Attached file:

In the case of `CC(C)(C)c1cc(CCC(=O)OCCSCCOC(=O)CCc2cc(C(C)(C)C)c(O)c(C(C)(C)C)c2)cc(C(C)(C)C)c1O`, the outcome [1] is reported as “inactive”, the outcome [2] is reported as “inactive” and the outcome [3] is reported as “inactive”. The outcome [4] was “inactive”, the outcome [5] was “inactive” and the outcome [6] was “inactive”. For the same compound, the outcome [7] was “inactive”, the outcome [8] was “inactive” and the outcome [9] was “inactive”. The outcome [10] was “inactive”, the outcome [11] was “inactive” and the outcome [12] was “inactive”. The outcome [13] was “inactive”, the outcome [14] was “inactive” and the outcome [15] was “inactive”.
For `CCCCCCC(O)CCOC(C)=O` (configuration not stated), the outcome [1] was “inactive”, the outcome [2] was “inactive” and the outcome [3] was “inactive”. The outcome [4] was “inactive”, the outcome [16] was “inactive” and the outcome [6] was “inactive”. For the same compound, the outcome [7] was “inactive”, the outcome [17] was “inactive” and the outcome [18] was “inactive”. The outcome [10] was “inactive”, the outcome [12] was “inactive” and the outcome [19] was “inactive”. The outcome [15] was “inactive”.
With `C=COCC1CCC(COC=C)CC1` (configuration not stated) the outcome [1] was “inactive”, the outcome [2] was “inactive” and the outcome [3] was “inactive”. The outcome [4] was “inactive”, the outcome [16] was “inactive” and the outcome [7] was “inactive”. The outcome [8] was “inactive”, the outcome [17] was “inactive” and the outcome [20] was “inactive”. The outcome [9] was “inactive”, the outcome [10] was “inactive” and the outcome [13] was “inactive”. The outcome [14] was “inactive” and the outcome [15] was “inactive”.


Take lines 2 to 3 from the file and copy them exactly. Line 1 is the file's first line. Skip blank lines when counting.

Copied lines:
For `CCCCCCC(O)CCOC(C)=O` (configuration not stated), the outcome [1] was “inactive”, the outcome [2] was “inactive” and the outcome [3] was “inactive”. The outcome [4] was “inactive”, the outcome [16] was “inactive” and the outcome [6] was “inactive”. For the same compound, the outcome [7] was “inactive”, the outcome [17] was “inactive” and the outcome [18] was “inactive”. The outcome [10] was “inactive”, the outcome [12] was “inactive” and the outcome [19] was “inactive”. The outcome [15] was “inactive”.
With `C=COCC1CCC(COC=C)CC1` (configuration not stated) the outcome [1] was “inactive”, the outcome [2] was “inactive” and the outcome [3] was “inactive”. The outcome [4] was “inactive”, the outcome [16] was “inactive” and the outcome [7] was “inactive”. The outcome [8] was “inactive”, the outcome [17] was “inactive” and the outcome [20] was “inactive”. The outcome [9] was “inactive”, the outcome [10] was “inactive” and the outcome [13] was “inactive”. The outcome [14] was “inactive” and the outcome [15] was “inactive”.